Ten years ago this week, a doctor who had been treating severe respiratory illness in Guangdong checked into a Hong Kong hotel. A day later he checked himself into hospital after realising he had caught the virulent disease. By then he had spread it to other hotel guests. Like him, many were to die. As a result, he was identified as the first super spreader of Sars, or severe acute respiratory syndrome, which killed 299 of the 1,755 people it infected in the city.
Hong Kong has well and truly recovered from this low ebb in its history. However, while it may now seem a distant memory, we forget the lessons of it at our peril. We should heed the reminder sounded by the emergence of a new Sars-like virus and confirmation that the deadly H5N1 bird flu virus has infected two young adults and killed one of them in Guiyang, capital of Guizhou province.
True, the city is now far better prepared for dealing with an epidemic than when it felt its way in the dark in the fight against Sars. But microbiologists are more concerned about other threats - not least the H5N1 strain of bird flu.
The new Sars-like virus, called novel coronavirus after the original coronavirus, is known to have infected 12 people, of whom six have died. Most had travelled recently in the Middle East. The infection of a new patient in Britain with close personal contact with another is seen as evidence that it can spread from person to person.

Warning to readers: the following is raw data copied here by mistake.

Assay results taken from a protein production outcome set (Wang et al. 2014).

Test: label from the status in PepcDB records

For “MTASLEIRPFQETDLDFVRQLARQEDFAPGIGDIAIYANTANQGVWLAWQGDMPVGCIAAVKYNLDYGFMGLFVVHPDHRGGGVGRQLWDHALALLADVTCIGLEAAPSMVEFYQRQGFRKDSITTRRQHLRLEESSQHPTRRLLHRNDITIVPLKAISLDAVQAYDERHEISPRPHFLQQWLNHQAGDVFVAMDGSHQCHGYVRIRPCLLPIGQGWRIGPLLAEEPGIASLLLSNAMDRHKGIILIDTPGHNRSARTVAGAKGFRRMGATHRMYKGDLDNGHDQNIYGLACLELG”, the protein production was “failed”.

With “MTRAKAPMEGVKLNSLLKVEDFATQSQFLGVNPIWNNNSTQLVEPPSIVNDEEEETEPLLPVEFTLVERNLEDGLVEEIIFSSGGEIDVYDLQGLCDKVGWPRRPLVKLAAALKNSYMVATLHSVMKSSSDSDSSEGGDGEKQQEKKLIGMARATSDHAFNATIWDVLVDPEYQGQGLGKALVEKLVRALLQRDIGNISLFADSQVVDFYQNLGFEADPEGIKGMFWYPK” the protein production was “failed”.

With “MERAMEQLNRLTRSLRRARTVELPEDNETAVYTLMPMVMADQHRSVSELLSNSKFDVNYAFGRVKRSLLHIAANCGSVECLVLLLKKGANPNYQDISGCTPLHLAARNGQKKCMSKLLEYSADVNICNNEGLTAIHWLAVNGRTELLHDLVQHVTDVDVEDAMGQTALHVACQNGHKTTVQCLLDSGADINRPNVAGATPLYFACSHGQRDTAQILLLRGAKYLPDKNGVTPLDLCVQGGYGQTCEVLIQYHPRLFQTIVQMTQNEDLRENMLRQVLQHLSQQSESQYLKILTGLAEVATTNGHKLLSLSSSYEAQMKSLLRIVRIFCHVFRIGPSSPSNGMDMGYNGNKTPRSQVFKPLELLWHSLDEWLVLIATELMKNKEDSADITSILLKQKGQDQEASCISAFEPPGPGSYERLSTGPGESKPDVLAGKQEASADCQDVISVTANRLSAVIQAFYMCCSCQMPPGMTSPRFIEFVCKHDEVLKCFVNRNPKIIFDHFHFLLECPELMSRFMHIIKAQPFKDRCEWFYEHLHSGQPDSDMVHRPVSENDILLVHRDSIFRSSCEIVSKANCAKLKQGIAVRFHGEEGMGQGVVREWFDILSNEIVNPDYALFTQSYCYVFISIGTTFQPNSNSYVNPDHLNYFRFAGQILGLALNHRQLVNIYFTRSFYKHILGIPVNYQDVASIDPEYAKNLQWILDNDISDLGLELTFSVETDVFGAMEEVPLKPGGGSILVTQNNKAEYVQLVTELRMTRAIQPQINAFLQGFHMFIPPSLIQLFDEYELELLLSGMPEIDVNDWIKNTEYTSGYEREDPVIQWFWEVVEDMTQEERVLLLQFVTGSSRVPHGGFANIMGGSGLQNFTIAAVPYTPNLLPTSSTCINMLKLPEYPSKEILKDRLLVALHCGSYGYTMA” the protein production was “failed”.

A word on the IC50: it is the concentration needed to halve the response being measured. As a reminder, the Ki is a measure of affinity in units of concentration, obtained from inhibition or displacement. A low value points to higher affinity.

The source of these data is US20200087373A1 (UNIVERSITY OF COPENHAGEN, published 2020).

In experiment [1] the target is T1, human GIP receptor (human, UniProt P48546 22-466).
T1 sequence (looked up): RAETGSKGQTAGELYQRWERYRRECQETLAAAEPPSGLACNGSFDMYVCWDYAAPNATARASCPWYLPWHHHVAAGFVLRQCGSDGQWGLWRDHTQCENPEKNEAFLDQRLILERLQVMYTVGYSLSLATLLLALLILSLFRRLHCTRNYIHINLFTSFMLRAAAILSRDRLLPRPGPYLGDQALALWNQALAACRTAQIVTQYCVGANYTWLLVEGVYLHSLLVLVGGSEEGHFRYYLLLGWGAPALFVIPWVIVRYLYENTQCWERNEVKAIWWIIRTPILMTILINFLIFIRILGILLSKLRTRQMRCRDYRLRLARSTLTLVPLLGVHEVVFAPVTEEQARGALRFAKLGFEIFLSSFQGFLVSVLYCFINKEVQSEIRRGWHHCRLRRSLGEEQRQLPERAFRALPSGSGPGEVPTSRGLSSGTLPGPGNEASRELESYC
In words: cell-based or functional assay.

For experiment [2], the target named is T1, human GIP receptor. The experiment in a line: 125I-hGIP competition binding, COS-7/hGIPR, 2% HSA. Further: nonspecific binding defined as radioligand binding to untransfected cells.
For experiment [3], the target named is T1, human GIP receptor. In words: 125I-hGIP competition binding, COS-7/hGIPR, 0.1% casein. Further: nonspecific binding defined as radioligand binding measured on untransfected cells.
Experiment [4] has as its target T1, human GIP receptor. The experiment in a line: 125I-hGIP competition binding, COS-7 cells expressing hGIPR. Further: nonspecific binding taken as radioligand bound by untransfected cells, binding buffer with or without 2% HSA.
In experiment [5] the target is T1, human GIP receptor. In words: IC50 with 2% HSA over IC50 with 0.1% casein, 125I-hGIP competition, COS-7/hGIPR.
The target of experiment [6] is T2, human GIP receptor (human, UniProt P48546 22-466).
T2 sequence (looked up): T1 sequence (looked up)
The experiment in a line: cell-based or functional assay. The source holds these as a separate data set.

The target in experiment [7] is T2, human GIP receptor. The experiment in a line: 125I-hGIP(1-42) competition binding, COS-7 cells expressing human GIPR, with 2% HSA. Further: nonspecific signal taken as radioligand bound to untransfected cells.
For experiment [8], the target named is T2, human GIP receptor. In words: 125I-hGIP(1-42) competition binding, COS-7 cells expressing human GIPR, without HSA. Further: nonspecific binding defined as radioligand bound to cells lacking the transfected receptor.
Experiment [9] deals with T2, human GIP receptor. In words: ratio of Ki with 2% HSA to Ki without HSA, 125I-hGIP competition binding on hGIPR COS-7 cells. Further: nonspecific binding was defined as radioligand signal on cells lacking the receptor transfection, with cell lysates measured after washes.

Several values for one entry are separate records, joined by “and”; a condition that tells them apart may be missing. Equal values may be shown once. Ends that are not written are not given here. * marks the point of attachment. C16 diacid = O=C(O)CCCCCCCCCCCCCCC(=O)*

Suspicion that it has come from animals has prompted World Health Organisation director general Dr Margaret Chan Fung Fu-chun, Hong Kong's health chief during Sars, to warn the public to expect an increasing trend of animal diseases jumping to humans, which was true of 70 per cent of infectious diseases over the past three decades. Asian people should take heed that contributing factors to animal sickness were hygiene standards where poultry and pigs were raised, she said.
She praised Hong Kong's intense surveillance system for infectious disease. That is reassuring, given that the city is an international hub in the middle of Asia, the origin of previous deadly pandemics. But complacency is only human, especially after the swine flu scare a few years ago proved to be a seasonal flu. If the city is to avoid a repeat of the community tragedy and economic damage of those few grim months in 2003, the authorities can never relax surveillance and vigilance, or their efforts to encourage good hygiene and health habits.